A trip planned since childhood

Back in 1971 the only reason I was allowed to say up past my 8:30pm bedtime was to watch my favorite show “The Undersea World of Jacques Cousteau”.  I can still remember sitting on the floor and watching his special on Truk Lagoon and thinking “someday, someday I will go there.”  Thirty seven years later we were on our way to another adventure; 5 days in Yap to see the mantas and then on to Chuuk Lagoon and 7 days aboard the highly acclaimed Odyssey live-aboard.

There are several excellent books and plenty of information on the web regarding Operation Hailstorm and Chuuk Lagoon so I won’t go through all the history.  If you are interested one of the best books on Chuuk and Operation Hailstorm is Dan Bally’s book: http://www.amazon.com/World-War-Wrecks-Truk-Lagoon/dp/0911615067

Blue Lagoon Resort
Due to scheduling we had 3 days in Chuuk prior to boarding the Odyssey.  We had booked a room at the recommended Blue Lagoon Resort.   The Blue Lagoon Resort is a decent facility in a very scenic spot.  There is no pool but there is some nice beach areas were you can sun and take a swim.  From our balcony we could see the contrast of a hulking, rusting wreck framed by the beautiful backdrop of a tropical paradise.  While the rooms were adequate, staff friendly and attentive the resort is getting a little worn.  We were locked out of our first room when the dead bolt broke.  They went to move us to another room and that door could not be opened, lock issues again.  But the third time was a charm, sort of, the sliding door to the balcony wouldn’t close once opened and the shower was not much more than a warm trickle.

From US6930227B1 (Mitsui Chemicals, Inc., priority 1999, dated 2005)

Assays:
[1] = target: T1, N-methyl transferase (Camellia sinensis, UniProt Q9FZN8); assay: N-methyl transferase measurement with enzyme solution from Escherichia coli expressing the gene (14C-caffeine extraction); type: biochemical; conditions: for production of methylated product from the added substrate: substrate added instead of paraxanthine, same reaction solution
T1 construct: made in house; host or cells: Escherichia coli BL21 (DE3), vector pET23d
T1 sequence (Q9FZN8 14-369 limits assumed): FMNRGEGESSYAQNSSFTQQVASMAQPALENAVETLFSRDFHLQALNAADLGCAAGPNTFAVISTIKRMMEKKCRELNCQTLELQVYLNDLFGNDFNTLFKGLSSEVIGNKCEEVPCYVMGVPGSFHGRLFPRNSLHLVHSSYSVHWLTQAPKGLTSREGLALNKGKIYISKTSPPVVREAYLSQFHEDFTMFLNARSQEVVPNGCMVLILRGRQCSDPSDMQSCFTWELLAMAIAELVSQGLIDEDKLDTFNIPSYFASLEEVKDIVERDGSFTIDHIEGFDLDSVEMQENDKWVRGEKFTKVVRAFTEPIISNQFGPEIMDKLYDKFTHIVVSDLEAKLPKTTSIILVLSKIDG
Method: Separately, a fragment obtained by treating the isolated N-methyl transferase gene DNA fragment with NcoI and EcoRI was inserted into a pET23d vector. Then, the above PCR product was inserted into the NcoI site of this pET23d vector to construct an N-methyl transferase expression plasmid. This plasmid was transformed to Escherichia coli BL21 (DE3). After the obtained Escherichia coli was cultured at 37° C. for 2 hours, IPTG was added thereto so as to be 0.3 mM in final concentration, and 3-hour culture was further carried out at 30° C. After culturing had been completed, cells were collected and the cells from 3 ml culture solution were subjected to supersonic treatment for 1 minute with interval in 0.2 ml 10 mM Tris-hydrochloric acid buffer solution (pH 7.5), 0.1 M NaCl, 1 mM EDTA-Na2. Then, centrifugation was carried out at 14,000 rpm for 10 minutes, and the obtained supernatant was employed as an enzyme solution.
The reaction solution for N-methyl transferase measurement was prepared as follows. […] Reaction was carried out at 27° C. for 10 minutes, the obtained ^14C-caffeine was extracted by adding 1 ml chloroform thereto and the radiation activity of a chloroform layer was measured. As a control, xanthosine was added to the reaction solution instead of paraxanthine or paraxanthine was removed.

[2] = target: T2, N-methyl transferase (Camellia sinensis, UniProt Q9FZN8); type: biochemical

The dive shop is on the grounds.  Just walk in, give them your schedule and you will be assigned a dive locker, boat and guides.  Like in Yap they seemed a little surprised we wanted to do 4 dives per day, in the end we got in 3 dives two of the days. 

You meet the boat around 9am at the dock, pull your gear from your locker and the crew will set-up your tank.  We typically never had more than 3 skiff mates.  Boat rides to the wrecks run 10minutes to 1/2hr.  It was a bit windy and some of the rides to and from the sites were jarring and wet enough we all got down the deck of the skiff to keep from getting bounced around and pelted with waves.  We only did 6 dives with Blue Lagoon but our guides all did a good job and really worked to show you the major attractions of each wreck.  Surface intervals were done on a small park like area out by the site or back at the hotel. 

The Odyssey
As we researched our trip the live aboard figured prominently in every search query.  Trip report after trip report the writers raved about their experience aboard the Odyssey, well this in another one!

The Odyssey is the largest live-aboard we have been on to date and one of the most comfortable.  They have a very good website with plenty of info and photos.  All we can say is the photos don’t do the ship credit.  We booked last minute so we had the “small cabin” which was still bigger than most standard live-aboard cabins.  The food was great, much better than what was available at the hotels in Yap or Chuuk.  Capitan Lenny mentioned they import many foods and drinks that are just not available at the local market or even to through the local food importers.  Also there is a full bar with a selection of punches, juice, pop, or just about any adult beverage you may desire.